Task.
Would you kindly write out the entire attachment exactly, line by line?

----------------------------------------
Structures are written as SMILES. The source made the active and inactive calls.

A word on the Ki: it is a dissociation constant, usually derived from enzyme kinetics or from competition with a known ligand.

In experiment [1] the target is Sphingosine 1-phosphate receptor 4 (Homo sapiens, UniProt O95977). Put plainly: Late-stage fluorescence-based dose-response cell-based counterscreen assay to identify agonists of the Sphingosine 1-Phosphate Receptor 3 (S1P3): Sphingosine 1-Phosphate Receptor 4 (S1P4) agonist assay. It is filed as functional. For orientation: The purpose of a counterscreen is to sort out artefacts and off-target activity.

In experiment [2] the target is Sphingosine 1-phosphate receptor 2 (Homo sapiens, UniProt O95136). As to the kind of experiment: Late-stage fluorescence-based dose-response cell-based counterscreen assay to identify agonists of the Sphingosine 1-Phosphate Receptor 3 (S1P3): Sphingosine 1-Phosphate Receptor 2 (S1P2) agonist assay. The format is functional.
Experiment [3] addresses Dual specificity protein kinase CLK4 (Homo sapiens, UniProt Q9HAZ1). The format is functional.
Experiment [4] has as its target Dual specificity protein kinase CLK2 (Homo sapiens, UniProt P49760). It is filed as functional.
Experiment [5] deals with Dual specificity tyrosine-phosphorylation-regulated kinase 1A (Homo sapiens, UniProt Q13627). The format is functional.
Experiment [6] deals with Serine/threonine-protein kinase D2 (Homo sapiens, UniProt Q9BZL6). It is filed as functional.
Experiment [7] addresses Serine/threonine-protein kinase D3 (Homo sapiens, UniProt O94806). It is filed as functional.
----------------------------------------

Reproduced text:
Structures are written as SMILES. The source made the active and inactive calls.

A word on the Ki: it is a dissociation constant, usually derived from enzyme kinetics or from competition with a known ligand.

In experiment [1] the target is Sphingosine 1-phosphate receptor 4 (Homo sapiens, UniProt O95977). Put plainly: Late-stage fluorescence-based dose-response cell-based counterscreen assay to identify agonists of the Sphingosine 1-Phosphate Receptor 3 (S1P3): Sphingosine 1-Phosphate Receptor 4 (S1P4) agonist assay. It is filed as functional. For orientation: The purpose of a counterscreen is to sort out artefacts and off-target activity.

In experiment [2] the target is Sphingosine 1-phosphate receptor 2 (Homo sapiens, UniProt O95136). As to the kind of experiment: Late-stage fluorescence-based dose-response cell-based counterscreen assay to identify agonists of the Sphingosine 1-Phosphate Receptor 3 (S1P3): Sphingosine 1-Phosphate Receptor 2 (S1P2) agonist assay. The format is functional.
Experiment [3] addresses Dual specificity protein kinase CLK4 (Homo sapiens, UniProt Q9HAZ1). The format is functional.
Experiment [4] has as its target Dual specificity protein kinase CLK2 (Homo sapiens, UniProt P49760). It is filed as functional.
Experiment [5] deals with Dual specificity tyrosine-phosphorylation-regulated kinase 1A (Homo sapiens, UniProt Q13627). The format is functional.
Experiment [6] deals with Serine/threonine-protein kinase D2 (Homo sapiens, UniProt Q9BZL6). It is filed as functional.
Experiment [7] addresses Serine/threonine-protein kinase D3 (Homo sapiens, UniProt O94806). It is filed as functional.